In considering how to remove iron from the electrolyte, we were reminded of the work which had been done

How to Recover Copper from Solution

At the beginning of our investigation we seriously considered what I called the “brutal method” of leaching, namely, the manufacture of sulphuric acid, the solution of the copper from the ore with such acid, and the precipitation of the copper by metallic iron, with the resultant complete, or nearly complete, destruction of both acid and iron and the production of an impure cement copper that will have to go through the process of smelting and refining. The results of Mr. Croasdale’s tests and Mr. Wedge’s cost figures indicated that such a course was commercial, and we concluded that the 1½ per cent. Ajo ore, with no overburden, mined by steam shovel and crushed coarse, would yield a profit on a 12c. copper market if a cheap grade of Alabama pig iron were used.

But it occurred to me, as it had occurred to many engineers, that oxide of iron could be reduced to metallic iron without fusion, and if so we might bring Bisbee sulphide s to the mine, calcine them for the manufacture of sulphuric acid and then metallize the available iron in the impure calcine, already containing values requiring recovery, and use this for a precipitant. I found at

Overpoling Electrolytic Copper

The current meaning of the term, copper overpoled in the reverberatory furnace, is that poling has been carried beyond the tough-pitch stage, with the result that the reduction has been carried too far, causing the copper to become porous and brittle, and thus unfit for industrial purposes. It will be shown that the brittleness of furnace-overpoled electrolytic copper must generally be attributed to other causes than over-reduction. The present investigation, dealing with such pure metal as electrolytic copper, excluded the consideration of the effects that elements like arsenic, antimony, lead, bismuth, nickel, etc., might have if present in the oxidized or the metallic state; it confined itself to the remaining active agents, cuprous oxide, gases and temperatures, and incidentally to sulphur and iron. The plan of work was to examine samples of tough-pitch and furnace-overpoled copper from the same charges as obtained from works, to eliminate all the oxygen from the tough-pitch copper by reduction in a crucible, and to compare the results.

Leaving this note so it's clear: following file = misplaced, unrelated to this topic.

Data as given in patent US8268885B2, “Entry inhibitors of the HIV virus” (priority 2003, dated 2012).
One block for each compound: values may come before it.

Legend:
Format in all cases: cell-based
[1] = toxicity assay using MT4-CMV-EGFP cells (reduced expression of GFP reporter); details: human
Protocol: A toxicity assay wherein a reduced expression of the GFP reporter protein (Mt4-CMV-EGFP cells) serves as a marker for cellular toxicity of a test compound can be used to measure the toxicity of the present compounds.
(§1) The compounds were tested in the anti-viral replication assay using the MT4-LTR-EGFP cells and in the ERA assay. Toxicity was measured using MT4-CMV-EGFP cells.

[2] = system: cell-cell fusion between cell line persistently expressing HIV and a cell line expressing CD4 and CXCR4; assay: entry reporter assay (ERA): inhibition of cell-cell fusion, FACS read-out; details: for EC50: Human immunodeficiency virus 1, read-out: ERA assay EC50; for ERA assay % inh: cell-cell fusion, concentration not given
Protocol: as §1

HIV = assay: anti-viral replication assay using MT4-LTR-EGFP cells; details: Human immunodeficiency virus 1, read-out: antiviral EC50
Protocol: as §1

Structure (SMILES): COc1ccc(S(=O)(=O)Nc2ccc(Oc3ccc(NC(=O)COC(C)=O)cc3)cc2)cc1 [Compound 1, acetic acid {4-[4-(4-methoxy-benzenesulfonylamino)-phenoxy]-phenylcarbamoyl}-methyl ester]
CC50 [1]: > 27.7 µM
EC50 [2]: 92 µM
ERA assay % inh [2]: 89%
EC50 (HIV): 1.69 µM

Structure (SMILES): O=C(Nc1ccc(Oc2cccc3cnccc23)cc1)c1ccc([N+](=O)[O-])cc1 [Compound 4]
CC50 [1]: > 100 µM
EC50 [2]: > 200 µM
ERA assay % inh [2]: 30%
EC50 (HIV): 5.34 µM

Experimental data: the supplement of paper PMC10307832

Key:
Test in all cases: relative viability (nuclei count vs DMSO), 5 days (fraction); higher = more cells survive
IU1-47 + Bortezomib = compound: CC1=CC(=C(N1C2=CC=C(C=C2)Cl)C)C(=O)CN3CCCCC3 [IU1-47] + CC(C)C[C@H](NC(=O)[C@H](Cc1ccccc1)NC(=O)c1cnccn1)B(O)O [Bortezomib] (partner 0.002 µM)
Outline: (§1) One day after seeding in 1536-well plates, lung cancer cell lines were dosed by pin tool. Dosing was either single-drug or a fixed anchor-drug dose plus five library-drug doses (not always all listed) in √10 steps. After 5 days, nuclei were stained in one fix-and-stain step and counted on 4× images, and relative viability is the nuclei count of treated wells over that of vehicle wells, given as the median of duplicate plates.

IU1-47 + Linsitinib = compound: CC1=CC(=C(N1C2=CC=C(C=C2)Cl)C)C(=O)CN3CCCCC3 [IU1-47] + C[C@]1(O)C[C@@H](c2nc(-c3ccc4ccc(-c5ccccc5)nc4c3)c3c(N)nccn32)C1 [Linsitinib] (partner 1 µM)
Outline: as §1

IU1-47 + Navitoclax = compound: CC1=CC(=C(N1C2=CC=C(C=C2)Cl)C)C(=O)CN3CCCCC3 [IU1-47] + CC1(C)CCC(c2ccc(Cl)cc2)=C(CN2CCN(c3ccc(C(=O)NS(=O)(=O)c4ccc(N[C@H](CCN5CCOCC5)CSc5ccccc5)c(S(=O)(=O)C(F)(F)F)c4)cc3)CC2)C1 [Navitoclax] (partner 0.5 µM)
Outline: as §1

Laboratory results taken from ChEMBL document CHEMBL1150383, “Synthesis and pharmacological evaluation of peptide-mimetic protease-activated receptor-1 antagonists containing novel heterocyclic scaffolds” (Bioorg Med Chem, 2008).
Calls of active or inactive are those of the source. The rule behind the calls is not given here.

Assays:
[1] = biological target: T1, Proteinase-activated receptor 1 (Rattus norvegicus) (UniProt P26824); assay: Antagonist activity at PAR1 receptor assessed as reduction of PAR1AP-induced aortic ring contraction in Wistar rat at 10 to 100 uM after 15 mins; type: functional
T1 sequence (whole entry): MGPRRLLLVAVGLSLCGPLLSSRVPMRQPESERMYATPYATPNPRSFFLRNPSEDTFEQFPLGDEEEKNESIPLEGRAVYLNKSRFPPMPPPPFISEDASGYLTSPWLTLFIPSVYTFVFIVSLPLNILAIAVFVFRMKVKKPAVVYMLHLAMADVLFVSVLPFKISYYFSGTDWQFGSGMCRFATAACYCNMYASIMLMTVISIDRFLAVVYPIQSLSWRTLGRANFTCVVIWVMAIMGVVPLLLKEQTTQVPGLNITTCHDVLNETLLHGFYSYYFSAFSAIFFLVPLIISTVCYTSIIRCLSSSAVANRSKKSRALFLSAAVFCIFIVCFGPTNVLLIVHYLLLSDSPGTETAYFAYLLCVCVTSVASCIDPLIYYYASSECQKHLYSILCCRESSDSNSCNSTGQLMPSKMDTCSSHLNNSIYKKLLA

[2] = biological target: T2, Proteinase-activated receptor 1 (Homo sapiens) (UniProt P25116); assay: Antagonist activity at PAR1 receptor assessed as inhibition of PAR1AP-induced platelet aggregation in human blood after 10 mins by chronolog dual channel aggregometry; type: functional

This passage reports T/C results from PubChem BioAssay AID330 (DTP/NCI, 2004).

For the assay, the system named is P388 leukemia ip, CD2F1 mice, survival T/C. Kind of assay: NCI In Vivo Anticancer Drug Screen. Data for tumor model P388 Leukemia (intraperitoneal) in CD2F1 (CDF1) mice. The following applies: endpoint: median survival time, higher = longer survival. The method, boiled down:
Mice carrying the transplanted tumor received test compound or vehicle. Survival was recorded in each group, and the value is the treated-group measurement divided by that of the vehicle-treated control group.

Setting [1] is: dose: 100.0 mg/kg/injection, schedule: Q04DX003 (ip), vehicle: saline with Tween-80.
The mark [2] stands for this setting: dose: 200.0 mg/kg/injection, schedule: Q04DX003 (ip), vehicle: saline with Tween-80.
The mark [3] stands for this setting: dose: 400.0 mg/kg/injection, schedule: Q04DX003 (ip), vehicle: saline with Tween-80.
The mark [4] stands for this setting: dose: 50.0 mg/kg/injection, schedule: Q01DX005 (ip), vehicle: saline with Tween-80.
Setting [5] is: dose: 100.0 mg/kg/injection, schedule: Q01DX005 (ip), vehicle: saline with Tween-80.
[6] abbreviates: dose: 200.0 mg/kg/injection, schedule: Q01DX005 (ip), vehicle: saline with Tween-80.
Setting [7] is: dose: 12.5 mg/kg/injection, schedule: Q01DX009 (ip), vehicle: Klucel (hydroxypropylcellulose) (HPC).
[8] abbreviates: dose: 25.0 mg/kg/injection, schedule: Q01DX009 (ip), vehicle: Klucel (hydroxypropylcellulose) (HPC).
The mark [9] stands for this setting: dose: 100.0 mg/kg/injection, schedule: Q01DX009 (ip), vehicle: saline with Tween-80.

(a) Samples.—In addition to the samples from the two refining-charges (Nos. VIII. and IX., Table IX.) discussed in the first part of this paper, there were examined five specimens of electrolytic copper from Eastern works (samples Nos. I.,

Assaying Gold & Silver from Copper Alloys

The so-called “combination method” is generally used in assaying bar copper for silver. It has been modified from time to time. Briefly outlined as now practiced, it is as follows:

One A. T. of the borings is dissolved in dilute nitric acid. When solution is complete the liquid is boiled and then filtered to remove gold. The filtrate is treated with sufficient salt solution to precipitate all the silver, but avoiding any unnecessary excess. The liquid is allowed to stand overnight and next morning the silver chloride is collected on a fresh filter, which, together with the paper containing the gold and insoluble matter, is scorified and cupelled. Formerly many assayers added sulphuric acid to the nitric acid solution of the copper and silver and then acetate of lead, thus producing a heavy precipitate of sulphate of lead which was supposed to entangle the silver chloride and prevent it from passing through the filter. As a matter of fact the use of sulphuric acid and lead salts is entirely unnecessary. Very few assayers now make use of them. If it is not possible to let the silver chloride settle over night, accurate results may be obtained by stirring the liquid vigorously

Refining Electrolytic Copper

The object of refining copper in the reverberatory furnace is to obtain a metal which will have the highest attainable degree of malleability, ductility and electric conductivity, and present at the same time a level surface when it solidifies in the mold after casting. These desirable physical properties are governed by the character of the impurities and the forms in which they are present, by the amount of cuprous oxide retained by the copper, by the quantity of gas held in solid solution, by the casting-temperature, and by the thickness of the casting. The effects of impurities, of cuprous oxide and of gases upon the mechanical properties of copper have been studied by Hampe in his classical paper “ Contributions to the Metallurgy of Copper.” The most recent research into the effect of metals upon the electrical conductivity of copper is that of Addicks. The influence of cuprous oxide upon the electrical conductivity has been investigated by Walker and Addicks. The absorption of gases has received attention by Hampe, Stahl and Heyn. The effects of casting-temperature have been noted by Stahl.

The present paper contains the results of two lines of investigations embodying:

  1. a study of the physical and

Copper Refining: Explained Step-by-Step

In refining copper, the metal is melted down in a reverberatory furnace in a more or less oxidizing atmosphere and then further subjected to an oxidizing smelting in order to eliminate the common impurities, most of which have a stronger affinity for oxygen than has copper. In these operations some of the copper is oxidized to cuprous oxide and dissolved by the metal bath. When the quantity of dissolved cuprous oxide has reached about 6 per cent, the metal is said to have been brought to “ set-copper.” A button-sample will show a depressed surface and, when broken, a single bubble at the apex of the depression; the fracture will be brick-red and dull. It is essential to carry the oxidation to this point in order to know that the impurities have been oxidized as far as it is possible under the given working-conditions. Nearly all the cuprous oxide of the set-copper is now reduced to the metallic state by poling, when “ tough-pitch ” copper will be obtained. A button-sample will show a flat surface. Upon breaking, it will be found that the former bubble has disappeared and that the fracture has become rose-colored and shows a